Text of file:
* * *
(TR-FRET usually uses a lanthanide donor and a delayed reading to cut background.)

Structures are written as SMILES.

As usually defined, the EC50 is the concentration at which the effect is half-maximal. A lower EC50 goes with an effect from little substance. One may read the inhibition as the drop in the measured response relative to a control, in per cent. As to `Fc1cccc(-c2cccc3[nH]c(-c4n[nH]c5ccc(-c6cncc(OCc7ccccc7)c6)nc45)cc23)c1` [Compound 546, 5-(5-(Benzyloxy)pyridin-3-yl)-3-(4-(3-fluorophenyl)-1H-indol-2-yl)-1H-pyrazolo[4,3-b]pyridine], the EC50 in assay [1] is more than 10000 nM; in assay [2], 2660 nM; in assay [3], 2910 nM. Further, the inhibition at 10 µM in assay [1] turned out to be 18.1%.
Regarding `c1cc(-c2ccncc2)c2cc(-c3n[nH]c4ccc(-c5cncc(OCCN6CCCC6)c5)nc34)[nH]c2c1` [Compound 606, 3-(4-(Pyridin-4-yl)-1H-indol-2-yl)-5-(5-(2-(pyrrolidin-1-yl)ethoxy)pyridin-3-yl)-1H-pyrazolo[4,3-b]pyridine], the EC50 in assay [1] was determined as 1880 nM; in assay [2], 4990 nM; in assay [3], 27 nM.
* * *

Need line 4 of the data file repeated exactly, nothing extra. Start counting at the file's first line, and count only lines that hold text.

Regarding `c1cc(-c2ccncc2)c2cc(-c3n[nH]c4ccc(-c5cncc(OCCN6CCCC6)c5)nc34)[nH]c2c1` [Compound 606, 3-(4-(Pyridin-4-yl)-1H-indol-2-yl)-5-(5-(2-(pyrrolidin-1-yl)ethoxy)pyridin-3-yl)-1H-pyrazolo[4,3-b]pyridine], the EC50 in assay [1] was determined as 1880 nM; in assay [2], 4990 nM; in assay [3], 27 nM.